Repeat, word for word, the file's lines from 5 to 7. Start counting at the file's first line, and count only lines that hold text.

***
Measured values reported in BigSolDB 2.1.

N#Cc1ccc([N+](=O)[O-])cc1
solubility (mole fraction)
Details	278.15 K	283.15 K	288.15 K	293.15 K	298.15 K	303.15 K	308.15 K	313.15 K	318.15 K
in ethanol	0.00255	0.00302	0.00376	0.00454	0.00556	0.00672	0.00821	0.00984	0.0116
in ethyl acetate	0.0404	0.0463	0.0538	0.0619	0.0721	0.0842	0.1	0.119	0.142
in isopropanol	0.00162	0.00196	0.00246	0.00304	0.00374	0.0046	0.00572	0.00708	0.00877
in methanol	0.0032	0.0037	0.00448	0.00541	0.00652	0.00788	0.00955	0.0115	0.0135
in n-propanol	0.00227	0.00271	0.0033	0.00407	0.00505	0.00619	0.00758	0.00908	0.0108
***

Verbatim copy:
in ethanol	0.00255	0.00302	0.00376	0.00454	0.00556	0.00672	0.00821	0.00984	0.0116
in ethyl acetate	0.0404	0.0463	0.0538	0.0619	0.0721	0.0842	0.1	0.119	0.142
in isopropanol	0.00162	0.00196	0.00246	0.00304	0.00374	0.0046	0.00572	0.00708	0.00877